We believe the latter is quite possible given the likelihood of a US and global sovereign debt crisis and of global currency debasement in the coming years. Not to mention, the real risk of a global Depression.
Future Silver Prices
Yesterday we wrote how there is a possibility that silver could reach its nominal high of $50 per ounce and in the longer term the inflation adjusted high of $130 per ounce was quite possible.
We pointed out that these figures were conservative compared to some silver bulls who are über bullish and say silver prices could rise to over 30 times to over $1,000 per ounce. While we are bullish and believe that silver remains a good investment and important financial insurance we do not share their über bullishness. Silver prices would very likely only rise to these levels in the event of hyperinflation.
Hyperinflation remains unlikely although the pathological fiscal and monetary policies of the US and other central banks does not inspire confidence in this regard.
Such wildly bullish predictions for silver remain verboten on Wall Street and in the City of London. In marked contrast to how predictions of ‘Dow 40,000’ were lapped up and propagated to the masses.
As ever, when assessing a marketplace it is important to look at all sides – the über bullish and the über bearish. The über bears are not just bearish on the silver market some of their statements show that they are simply anti gold and anti silver no matter what the outlook for the market.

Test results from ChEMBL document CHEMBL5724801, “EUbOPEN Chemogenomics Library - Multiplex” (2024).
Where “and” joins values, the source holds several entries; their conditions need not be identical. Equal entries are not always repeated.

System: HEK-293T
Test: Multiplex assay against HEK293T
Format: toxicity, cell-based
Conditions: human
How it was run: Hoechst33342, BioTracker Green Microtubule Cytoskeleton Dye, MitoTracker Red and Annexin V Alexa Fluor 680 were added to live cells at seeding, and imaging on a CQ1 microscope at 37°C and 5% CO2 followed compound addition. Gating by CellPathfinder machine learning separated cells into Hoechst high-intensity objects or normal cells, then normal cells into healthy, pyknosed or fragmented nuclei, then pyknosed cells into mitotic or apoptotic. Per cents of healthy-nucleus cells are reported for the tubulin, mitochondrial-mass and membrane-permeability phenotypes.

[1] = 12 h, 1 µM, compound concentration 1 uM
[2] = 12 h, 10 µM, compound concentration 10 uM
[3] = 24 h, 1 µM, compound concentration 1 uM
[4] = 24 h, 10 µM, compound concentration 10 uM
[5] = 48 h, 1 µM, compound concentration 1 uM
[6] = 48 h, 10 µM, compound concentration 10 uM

Many are positively delusional and despite massively strong fundamentals continue to trot out the usual nonsense about bullion. The usual simplistic clichés are – gold and silver have no yield; gold is a bubble (no mention of silver in this regard and they conveniently ignore it remains some 33% below its nominal high in 1980); gold and silver are barbaric relics.
Berkshire Hathaway’s Charlie Munger took it one level further recently by getting personal and pejorative basically saying that you are a jerk if you own gold.
As ever getting a plurality of opinion is good and one should seek out the opinions of all market participants – the uber bullish and the uber bearish; the pro gold and silver and the anti gold and silver.
Ultimately, what happens to the dollar, euro, pound price of gold and silver is irrelevant. Precious metals are not get rich quick schemes and not about making money rather owning physical ounces of gold and silver is about preserving and protecting wealth over the long term. This is why we are always reluctant to get into the price prediction game (even though much of the financial media demand it).
Charlie Munger and the gold bashers in the Financial Time’s Lex Coumn need to again realize the importance of real diversification.